A Fukushima fisherman’s tale: Radioactive water is flowing into the ocean at a rate of 300 tons a day

The Fukushima story rolls on relentlessly to affect generations to come.  A catastrophic disaster at the time but such a sad legacy as well.

Fukushima *

Fukushima * (Photo credit: Sterneck)

Fukushima Ghosts

Fukushima ghosts
of Nagasaki, Hiroshima.
Wraithes that float
along the desolation coast.

Fukushima waste.
Water laced with tritium
and caesium and strontium
and other ‘iums’ lasting eons,
half-lives fading in decay,
poisoning along their way.
Seas enriched with nuclear spoil.
Molluscs, fish, squid shrivel, die;
environment destroyed.
And the tick of geigers clicking
just like crickets on a summer’s day.

Fukushima ghosts of those who died.
Fukushima ghosts of who survived.
Fukushima ghosts of those who will not be.
Victims of the unseen particles
that leach relentless now
into the glowing Fukushima sea.

7th August 2013 – headline from the Independent

Notes:  “A Fukushima fisherman’s tale: Radioactive water from the Daiichi plant is flowing into the ocean at a rate of 300 tons a day.”  A survey released today by Japan’s Ministry of Economy, Trade and Industry said water laced with caesium and other radioactive materials is flowing into the ocean at a rate of 300 tons a day. The ministry, which oversees the nuclear industry, said it could not rule out the possibility that the water has been leaking into the Pacific since the crisis began more than two years ago.  The recent admissions have forced the government to step into what many experts now consider the world’s most complex ever nuclear clean-up.  That news is a disaster to fishermen like Mr Yoshio Ichida.  Just 27 miles up the coast from the small harbour town of Soma, radioactivity from the Fukushima Daiichi nuclear power plant leaks into the ocean, and into the sardines, mackerel and squid that three generations of Mr Ichida’s family once caught.  Every Thursday he and his colleagues learn the latest radioactive readings from the sea. “Until recently, we only detected caesium, but now we detect strontium, which has a much longer life-span,” he says.  He and hundreds of other fishermen who used to work the Fukushima coast now while away their days mending nets and boats they may never use.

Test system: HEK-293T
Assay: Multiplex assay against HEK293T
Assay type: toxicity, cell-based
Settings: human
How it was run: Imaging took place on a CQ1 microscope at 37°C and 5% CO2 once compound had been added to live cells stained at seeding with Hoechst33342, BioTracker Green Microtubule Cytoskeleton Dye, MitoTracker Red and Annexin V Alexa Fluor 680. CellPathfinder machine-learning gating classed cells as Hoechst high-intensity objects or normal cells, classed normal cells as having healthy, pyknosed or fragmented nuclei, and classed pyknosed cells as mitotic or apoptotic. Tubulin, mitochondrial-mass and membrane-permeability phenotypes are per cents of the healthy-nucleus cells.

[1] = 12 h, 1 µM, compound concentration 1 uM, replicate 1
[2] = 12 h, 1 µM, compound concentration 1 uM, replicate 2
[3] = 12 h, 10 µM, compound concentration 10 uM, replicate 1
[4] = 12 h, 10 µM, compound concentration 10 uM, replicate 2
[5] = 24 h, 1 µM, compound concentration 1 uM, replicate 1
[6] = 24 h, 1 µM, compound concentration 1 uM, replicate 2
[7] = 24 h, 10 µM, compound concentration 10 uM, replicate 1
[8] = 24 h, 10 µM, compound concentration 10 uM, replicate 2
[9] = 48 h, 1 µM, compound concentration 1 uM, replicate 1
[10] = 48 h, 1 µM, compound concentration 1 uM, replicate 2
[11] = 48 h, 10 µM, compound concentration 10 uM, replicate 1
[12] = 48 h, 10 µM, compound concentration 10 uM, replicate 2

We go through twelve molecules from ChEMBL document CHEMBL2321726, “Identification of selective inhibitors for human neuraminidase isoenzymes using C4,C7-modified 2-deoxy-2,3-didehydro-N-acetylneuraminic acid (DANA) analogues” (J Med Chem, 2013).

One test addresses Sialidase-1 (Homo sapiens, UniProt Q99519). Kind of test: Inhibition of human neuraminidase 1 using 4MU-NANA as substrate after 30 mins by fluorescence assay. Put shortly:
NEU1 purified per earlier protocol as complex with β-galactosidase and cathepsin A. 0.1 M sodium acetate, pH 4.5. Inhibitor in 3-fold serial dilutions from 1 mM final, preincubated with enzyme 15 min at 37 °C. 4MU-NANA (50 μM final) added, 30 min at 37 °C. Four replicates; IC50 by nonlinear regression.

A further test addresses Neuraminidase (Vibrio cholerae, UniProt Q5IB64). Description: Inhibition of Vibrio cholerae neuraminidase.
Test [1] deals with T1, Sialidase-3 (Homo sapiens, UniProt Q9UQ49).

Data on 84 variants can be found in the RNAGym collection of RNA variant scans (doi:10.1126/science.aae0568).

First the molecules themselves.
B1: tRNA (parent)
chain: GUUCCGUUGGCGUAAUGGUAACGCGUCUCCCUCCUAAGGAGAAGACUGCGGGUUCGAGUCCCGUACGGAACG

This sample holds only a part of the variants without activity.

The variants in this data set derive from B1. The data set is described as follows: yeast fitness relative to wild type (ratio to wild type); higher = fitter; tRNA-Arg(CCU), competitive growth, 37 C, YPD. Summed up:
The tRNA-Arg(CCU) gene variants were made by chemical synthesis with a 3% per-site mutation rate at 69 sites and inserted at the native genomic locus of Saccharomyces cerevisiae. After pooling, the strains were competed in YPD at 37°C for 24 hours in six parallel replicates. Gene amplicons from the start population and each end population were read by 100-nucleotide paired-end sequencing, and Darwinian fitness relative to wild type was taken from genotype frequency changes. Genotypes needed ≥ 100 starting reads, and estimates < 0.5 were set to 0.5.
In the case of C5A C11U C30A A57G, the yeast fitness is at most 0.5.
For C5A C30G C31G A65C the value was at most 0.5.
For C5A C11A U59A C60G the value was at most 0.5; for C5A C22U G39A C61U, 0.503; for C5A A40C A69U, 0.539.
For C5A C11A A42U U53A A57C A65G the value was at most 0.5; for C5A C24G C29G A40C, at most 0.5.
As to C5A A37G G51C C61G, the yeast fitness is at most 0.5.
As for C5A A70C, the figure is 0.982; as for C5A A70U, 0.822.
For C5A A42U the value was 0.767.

Advertisements

Leave a Reply

Fill in your details below or click an icon to log in:

WordPress.com Logo

You are commenting using your WordPress.com account. Log Out / Change )

Twitter picture

You are commenting using your Twitter account. Log Out / Change )

Facebook photo

You are commenting using your Facebook account. Log Out / Change )

Google+ photo

You are commenting using your Google+ account. Log Out / Change )

Connecting to %s